Northern Ireland

Fire bomb ignites in Belfast city centre shop

Forensic investigators examined a cardboard box outside the Golf Madness store
Image caption Forensic investigators examined a cardboard box outside the Golf Madness store in Cornmarket

A fire bomb has ignited in a sports shop in Belfast city centre.

The store owner has told the BBC he saw a man in the shop who had an incendiary device inside his coat which ignited, setting the coat on fire.

The shop owner, Nick Pierpoint, said the man then dropped the fire bomb and ran out of the store, passing shoppers with his clothing in flames.

It happened at about 18:40 GMT at the Golf Madness store in Cornmarket and Mr Pierpoint described it as "sickening".


"He seemed to be flicking at something and I think maybe the thing (fire bomb) had gone off and then, literally, he started to go into flames, which obviously panicked him and panicked us, and he just ran out of the shop and ran down the street," Mr Pierpoint said.

"Obviously our first concern - no matter what his intentions were - (was) how he was, but he had absolutely scarpered and the device had fallen from him and was in flames in the street," the shop owner added.

The area was then evacuated as Army bomb disposal officers examined the device.

The security operation, which lasted almost four hours, ended at about 22:30 GMT when the police cordon was lifted.

Officers have advised businesses to check city centre premises for any suspicious objects.

The fire bomb attack follows two small bomb explosions in the city centre within the past four weeks.

Police mounted an extensive security operation after a car bomb partially exploded outside Victoria Square shopping centre on 24 November.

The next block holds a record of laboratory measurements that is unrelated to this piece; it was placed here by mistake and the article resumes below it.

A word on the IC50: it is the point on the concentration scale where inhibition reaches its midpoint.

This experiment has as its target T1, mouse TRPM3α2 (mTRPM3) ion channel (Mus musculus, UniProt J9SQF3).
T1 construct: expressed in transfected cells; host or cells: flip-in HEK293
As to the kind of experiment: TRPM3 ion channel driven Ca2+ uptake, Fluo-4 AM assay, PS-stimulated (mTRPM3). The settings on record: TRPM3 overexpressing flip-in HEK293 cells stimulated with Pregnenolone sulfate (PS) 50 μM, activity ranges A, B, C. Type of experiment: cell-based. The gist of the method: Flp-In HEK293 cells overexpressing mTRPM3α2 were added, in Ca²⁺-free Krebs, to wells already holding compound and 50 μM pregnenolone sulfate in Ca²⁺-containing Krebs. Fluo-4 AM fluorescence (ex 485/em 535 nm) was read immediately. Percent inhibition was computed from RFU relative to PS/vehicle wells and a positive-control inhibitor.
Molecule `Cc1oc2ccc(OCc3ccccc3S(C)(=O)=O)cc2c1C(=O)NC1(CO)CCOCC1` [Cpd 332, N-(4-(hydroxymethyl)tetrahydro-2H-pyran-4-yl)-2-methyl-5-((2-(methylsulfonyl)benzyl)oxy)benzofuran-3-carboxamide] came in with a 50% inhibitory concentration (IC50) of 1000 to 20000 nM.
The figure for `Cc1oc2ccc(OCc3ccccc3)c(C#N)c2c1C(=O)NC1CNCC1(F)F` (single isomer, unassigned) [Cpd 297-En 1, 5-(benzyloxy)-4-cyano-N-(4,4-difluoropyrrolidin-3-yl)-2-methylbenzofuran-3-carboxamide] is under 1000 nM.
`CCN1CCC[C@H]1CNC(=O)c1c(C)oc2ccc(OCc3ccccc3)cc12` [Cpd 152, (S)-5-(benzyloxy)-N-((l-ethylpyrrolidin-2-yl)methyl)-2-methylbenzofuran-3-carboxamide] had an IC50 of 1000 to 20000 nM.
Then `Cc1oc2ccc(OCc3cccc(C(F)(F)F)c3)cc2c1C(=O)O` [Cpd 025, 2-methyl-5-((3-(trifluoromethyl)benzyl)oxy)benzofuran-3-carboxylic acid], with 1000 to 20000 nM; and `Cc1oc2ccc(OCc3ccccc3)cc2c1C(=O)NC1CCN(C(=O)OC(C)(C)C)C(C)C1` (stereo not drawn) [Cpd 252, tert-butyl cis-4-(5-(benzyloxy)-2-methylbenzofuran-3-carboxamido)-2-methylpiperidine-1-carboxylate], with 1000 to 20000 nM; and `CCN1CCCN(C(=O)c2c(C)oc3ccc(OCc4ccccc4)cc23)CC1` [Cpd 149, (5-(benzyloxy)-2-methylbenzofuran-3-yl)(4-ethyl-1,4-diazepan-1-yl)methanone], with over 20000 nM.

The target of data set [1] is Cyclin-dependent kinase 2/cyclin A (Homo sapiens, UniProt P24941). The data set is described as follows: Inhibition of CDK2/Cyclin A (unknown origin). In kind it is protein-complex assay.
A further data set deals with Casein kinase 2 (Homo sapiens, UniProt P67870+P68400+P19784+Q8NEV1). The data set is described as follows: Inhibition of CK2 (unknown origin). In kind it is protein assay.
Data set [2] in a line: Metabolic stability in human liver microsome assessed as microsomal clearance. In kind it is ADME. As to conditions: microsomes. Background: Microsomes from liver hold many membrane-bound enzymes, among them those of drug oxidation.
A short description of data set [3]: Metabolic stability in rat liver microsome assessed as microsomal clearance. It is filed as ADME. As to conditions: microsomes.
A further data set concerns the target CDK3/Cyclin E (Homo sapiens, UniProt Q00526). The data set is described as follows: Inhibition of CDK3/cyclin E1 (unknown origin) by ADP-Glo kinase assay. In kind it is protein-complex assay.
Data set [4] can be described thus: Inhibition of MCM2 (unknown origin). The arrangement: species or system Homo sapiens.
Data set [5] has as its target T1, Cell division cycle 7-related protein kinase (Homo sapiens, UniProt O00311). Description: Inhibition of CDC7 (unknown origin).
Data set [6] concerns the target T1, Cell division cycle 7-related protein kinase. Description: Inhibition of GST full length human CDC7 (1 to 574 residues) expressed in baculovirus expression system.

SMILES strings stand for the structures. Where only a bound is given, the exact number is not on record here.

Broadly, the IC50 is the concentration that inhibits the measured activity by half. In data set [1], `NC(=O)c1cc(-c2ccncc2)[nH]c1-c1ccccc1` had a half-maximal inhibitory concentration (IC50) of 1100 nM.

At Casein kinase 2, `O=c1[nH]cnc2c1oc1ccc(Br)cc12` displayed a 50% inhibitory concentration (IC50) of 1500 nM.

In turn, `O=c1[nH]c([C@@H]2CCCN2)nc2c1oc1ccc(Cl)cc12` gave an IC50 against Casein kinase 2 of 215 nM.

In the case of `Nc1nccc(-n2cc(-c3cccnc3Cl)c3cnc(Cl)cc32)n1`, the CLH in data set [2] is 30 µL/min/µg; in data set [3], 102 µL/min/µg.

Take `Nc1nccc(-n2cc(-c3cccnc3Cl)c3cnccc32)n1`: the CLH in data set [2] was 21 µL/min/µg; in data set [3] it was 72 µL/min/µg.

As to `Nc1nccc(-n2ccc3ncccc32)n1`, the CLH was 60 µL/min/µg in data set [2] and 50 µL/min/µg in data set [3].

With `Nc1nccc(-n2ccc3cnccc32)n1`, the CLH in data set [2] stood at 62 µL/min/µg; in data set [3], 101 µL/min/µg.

Last Friday night, a small bomb placed inside a holdall detonated in Belfast's Cathedral Quarter as police were clearing members of the public from the area.

No-one was injured in either of the bombings, which were blamed on dissident republican paramilitaries.


Incendiary devices were used widely by paramilitaries during the Troubles to disrupt trade in Northern Ireland but the tactic has been rarely in recent years.

Image caption The area was cordoned off for about four hours

Glyn Roberts, chief executive of the Northern Ireland Retail Trade Association, said: "There is absolute utter disgust that yet again Belfast city centre is in the headlines for the wrong reasons.

"I think a message needs to go out to the people who plant these bombs - you simply will not win, you're not going to ruin our town centre and you're not going to ruin Christmas."

Alban Maginness from the Social Democratic and Labour Party (SDLP) said: "It beggars belief that following the placing of a bomb in the Cathedral Quarter on Friday night that Belfast would be faced with yet another attempted act of wanton destruction.

"To place an incendiary device in a busy shopping area is both reckless and irresponsible and serves no rational purpose.

"Those behind this incendiary device are anti-Belfast and just want to threaten jobs, livelihoods and people's enjoyment of our city. They must not be permitted to prevail," he added.

Anna Lo from the Alliance party said: "I am sickened that yet again lives have been put at risk by the mindless actions of these callous and evil individuals.

"There is no place in our society for those who wish to bring death, injury and destruction to our streets."

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